Yet the interesting thing about the way this is taking off, is that by it’s nature the story is all about the perpetrators, about who has committed the crime rather than the victims. & in some ways this seems so reasonable. Articles reporting crimes typically focus on the criminal looking at their background and trying to understand the reasons why they’ve turned to crime, or occasionally just demonising them.

Not for sexual crimes though. As a society we focus on the victims of the crime and it’s a short step from focusing on victims to blaming them and erasing the perpetrators from the narrative entirely.

Thus,

  • John beat Mary; becomes,
  • Mary was beaten; and eventually,
  • Mary was a beaten wife.

John is the criminal and is gradually erased from the story with all focus moving onto the person beaten, the passive victim.

& it’s just a little bit ridiculous isn’t it? We don’t talk about theft in terms of the people robbed.

Over time there has been much more discussion about victims of male violence, more research into the type of people who become victims, than there has been research into perpetrators.

But recent research suggests that there are some commonalities between the men who rape. Scientists have been gradually filling out a picture of men who commit sexual assaults.

The most pronounced similarities have little to do with the traditional demographic categories, like race, class and marital status. Rather, other kinds of patterns have emerged: these men begin early, studies find. They may associate with others who also commit sexual violence. They usually deny that they have raped women even as they admit to non-consensual sex.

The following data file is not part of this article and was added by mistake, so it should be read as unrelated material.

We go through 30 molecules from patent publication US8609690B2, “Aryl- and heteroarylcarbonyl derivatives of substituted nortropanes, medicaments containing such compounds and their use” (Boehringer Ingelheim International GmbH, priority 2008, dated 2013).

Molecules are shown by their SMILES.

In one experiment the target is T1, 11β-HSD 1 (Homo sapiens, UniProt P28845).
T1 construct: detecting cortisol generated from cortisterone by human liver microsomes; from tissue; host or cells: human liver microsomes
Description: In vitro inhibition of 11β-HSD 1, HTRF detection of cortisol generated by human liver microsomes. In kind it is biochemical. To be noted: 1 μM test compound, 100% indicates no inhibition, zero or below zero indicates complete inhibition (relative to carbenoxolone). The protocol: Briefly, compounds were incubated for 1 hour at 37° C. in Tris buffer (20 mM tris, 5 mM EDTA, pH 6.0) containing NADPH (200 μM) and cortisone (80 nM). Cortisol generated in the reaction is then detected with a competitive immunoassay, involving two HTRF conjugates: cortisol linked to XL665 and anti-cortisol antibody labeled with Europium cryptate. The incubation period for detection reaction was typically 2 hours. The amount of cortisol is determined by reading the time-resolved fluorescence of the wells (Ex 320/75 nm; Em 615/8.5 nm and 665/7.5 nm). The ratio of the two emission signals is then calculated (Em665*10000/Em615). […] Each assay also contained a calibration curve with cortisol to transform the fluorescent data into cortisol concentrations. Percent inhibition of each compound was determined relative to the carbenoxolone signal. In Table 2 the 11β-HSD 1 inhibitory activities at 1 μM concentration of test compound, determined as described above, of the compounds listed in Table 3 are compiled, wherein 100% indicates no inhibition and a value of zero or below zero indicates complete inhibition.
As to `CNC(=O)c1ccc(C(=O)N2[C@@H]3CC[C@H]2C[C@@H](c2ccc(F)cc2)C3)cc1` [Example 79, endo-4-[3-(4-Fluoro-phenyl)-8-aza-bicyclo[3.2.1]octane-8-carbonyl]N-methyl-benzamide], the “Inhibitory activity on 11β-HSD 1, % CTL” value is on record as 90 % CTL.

& obviously focusing on the criminals and understanding why they commit crimes, why they rape and assault women, children and other men, is the most realistic path toward changing behaviors that cause so much pain.

“If you don’t really understand perpetrators, you’re never going to understand sexual violence,” said Sherry Hamby, editor of the journal Psychology of Violence. That may seem obvious, but she said she receives “10 papers on victims” for every one on perpetrators.

This may be partly connected to a tendency to consider sexual assault a women’s issue even though men usually commit the crime. But finding the right subjects also has complicated the research. Early studies relied heavily on convicted rapists. This skewed the data, said Neil Malamuth, a psychologist at the University of California, Los Angeles, who has been studying sexual aggression for decades.

Men in prison are often “generalists,” he said: “They would steal your television, your watch, your car. And sometimes they steal sex.”